PUBLIC TRANSPORT IN GHANAIAN CITIES -- A CASE OF UNION POWER.
place - urban
Urban transit, Labor unions, Jitney service, Ghana
The performance and development of urban public transport in Ghana are examined and an explanation is sought of the role of unions and how the attempts of Government to develop its own public transport organization have failed. The public transport development options that the Government is now considering attempt to make the best use of the unions' capabilities, while reducing dependence on union powers. The trotros of Ghana have been the mainstay of Ghana's public transport system for many years, despite concerned attempts by successive Governments to develop and maintain publicly organized stage-bus services. A characteristic of this sector is the very powerful influence of the Owner and Driver Unions. Their power is exerted through control of the terminals from which services are operated. Through their control of the terminals, the Unions have effective quantity control of the public transport sector and hence control of service quality. Under its Economic Recovery Programme (ERP) the Government of Ghana is considering divesting itself of its public investment in bus operations. Attempts to use the State-owned transport companies to provide a viable alternative to the trotros have foundered in the usual pitfalls of state ownership. At stake is how to relinquish completely the responsibility of running bus services to the private sector, without the users suffering the imposition of the unions' restrictive practices.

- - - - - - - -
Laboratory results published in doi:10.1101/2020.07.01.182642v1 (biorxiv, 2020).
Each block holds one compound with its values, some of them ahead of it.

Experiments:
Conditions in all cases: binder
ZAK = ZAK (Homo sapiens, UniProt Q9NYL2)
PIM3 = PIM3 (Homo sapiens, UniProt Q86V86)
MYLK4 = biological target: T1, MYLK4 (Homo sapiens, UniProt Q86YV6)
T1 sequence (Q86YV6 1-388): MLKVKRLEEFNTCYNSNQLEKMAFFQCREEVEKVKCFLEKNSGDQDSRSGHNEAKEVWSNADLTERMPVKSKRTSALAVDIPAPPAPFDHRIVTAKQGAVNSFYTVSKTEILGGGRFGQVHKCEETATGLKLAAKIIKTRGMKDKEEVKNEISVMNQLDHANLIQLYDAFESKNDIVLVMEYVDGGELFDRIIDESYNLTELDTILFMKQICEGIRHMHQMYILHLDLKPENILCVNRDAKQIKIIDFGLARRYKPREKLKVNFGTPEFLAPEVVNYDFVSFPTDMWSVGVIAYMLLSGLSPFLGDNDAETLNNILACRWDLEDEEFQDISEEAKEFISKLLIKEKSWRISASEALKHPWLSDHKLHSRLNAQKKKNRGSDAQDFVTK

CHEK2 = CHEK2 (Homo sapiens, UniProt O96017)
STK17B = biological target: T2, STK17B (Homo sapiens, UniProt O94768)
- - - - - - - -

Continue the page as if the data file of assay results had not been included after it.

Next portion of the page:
Fouracre, P. (1994) PUBLIC TRANSPORT IN GHANAIAN CITIES -- A CASE OF UNION POWER. Transport Reviews, Vol. 14, Issue 1), Pp. 45-61.